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Rayford Crawford

My name is Rayford Crawford. I lived on Mud Island. I moved to Memphis in the early 1990s. Over the years, I developed a habitual sense of eating right, exercising, getting enough sleep and committing myself to the service of others. I saw everyone as someone who could benefit from the wisdom I’d gained through my experiences. And I didn’t hesitate to get involved whenever possible.

I had no children, and I seldom if ever dated. I saw interactions with others as opportunities to help them, and gave very little value to receiving help from others. Besides, after working all day, exercising, cooking my food from scratch, washing my clothes, and sleeping for a healthy period every night --in my mind there was no time for an intimate relationship.

One morning while jogging by the river, I stumbled upon a group of newly hatched Canada Geese swimming in a straight-line. A slight cool breeze rippled the water. I felt invigorated. Yet, as I watched, I noticed that the last gosling in line was having trouble staying up. In fact, it was barely swimming as it bobbed up and down and swayed to and fro. The other geese seemed oblivious to its struggles. It was clear I had to intervene and save this struggling baby bird. I thought nature would lose big if I didn’t react.

I picked up a large limb that had washed up on the riverbank and tried to reach the chick, as it distanced itself from the shore. As I swung the limb around, I dipped it into the water and tried to scoop the baby bird up in the branches. I tried hard to save the baby goose, but I failed. I got close and it seemed as if the chick wanted to make it on its own. It refused my help.

I stripped down and dove into the water. The water was cold, shockingly cold, as I swam against the strong current and finally reached the baby chick swimming frantically. I grabbed it and pulled it close. It made several sounds, and the mother goose looked around. Spotting me, she quickly led her line of goslings away. As she paddled faster, I realized the cold water had frozen my muscles. I couldn’t move. A profound arctic freeze invaded my perfectly tended body. Even time couldn’t move, as the icy water anchored me twenty-five feet from the shore. I held the gosling because I could not let go of it.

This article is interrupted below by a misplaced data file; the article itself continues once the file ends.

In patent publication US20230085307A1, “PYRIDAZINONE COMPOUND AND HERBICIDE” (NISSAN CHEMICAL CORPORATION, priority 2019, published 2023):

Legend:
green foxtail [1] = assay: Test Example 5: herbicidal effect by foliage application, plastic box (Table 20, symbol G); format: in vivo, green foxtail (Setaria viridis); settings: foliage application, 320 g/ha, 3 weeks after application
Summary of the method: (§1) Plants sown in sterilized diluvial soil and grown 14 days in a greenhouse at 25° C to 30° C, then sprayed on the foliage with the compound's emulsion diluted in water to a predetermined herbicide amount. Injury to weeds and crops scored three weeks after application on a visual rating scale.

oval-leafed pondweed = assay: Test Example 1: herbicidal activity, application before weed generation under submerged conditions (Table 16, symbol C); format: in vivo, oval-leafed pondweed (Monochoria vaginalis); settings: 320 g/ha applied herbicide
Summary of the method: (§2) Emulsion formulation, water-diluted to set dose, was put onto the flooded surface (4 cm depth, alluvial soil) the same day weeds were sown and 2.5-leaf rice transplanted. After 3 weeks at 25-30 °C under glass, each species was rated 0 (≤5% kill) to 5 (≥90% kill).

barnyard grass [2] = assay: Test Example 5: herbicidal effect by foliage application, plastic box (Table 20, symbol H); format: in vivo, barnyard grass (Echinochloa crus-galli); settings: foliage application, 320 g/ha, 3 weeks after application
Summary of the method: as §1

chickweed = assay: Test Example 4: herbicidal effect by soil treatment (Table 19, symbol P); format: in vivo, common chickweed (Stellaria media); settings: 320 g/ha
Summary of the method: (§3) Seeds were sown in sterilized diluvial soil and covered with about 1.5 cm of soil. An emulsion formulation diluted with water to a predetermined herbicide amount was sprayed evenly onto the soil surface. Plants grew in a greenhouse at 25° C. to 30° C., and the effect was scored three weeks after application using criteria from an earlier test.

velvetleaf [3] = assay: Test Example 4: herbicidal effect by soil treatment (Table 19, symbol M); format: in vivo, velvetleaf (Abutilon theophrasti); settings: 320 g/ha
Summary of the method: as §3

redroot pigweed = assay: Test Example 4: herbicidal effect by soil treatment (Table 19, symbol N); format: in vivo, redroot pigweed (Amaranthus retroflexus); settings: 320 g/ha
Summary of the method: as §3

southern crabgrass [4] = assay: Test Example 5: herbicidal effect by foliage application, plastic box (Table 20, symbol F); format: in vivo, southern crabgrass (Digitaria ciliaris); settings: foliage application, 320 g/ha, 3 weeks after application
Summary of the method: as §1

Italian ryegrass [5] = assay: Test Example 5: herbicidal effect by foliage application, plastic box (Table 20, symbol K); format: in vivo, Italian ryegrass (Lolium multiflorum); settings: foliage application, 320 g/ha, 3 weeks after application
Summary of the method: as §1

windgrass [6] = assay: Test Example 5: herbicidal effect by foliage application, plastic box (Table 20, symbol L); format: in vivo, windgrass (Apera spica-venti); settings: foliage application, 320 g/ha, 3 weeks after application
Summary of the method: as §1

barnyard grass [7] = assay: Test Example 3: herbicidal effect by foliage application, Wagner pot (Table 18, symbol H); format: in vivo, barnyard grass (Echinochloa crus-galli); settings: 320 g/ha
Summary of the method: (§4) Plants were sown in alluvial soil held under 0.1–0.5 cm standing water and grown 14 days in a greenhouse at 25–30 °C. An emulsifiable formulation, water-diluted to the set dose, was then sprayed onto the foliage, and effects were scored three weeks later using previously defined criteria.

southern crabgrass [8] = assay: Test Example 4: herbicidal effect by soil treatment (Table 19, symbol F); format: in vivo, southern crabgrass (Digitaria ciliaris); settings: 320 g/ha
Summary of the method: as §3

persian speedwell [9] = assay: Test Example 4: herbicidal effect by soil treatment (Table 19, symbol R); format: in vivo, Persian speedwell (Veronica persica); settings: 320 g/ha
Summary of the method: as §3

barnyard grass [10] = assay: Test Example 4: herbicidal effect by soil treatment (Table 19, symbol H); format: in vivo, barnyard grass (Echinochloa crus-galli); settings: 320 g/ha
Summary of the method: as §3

The chill of death moved from my hands and feet into the center of my body. I experienced doom as I tried to save a drowning baby goose. Glancing at the shore, I realized people were screaming for me to swim. I couldn’t. I couldn’t move at all. Voices faded as I slipped beneath the surface -- the baby goose trapped in my hands. An unexpected warm feeling overcame me as grim reality sank in; I had drowned, as well as the baby goose I planned on saving. What began as a heroic deed turned out to be a tragedy in the first order.

As my life-less body was pulled from the river, the police wondered why I chose to swim out to save a struggling duckling. To them, that was absurd. And as I heard them discuss it, I realized that yes, it was absurd. As they took the baby goose from my frozen hands, they noticed that it had a foot missing. It had pecked its way out of its shell with no need for the foot. But it couldn’t swim as a result of the crippling defect. I realized that my overzealous need to help others crippled me too; it was my birth defect. If I hadn’t jumped into the water, the baby goose would have died, I would have lived. Either way, the goose was destined to die. I had a choice; and I didn’t weigh the options. I just jumped in and swam.

My name is Rayford Crawford. I believed that being healthy would help me live longer and stronger. I dedicated my life to helping others. But somewhere along the way, I lost my perspective and dove in head first to save a creature that was destined to drown. And I drowned with it. Absurd choice.

Do any of you know a Rayford Crawford in your life? I have met many in mine.

Doc 

Posted by Katie Reed at 7:00 AM
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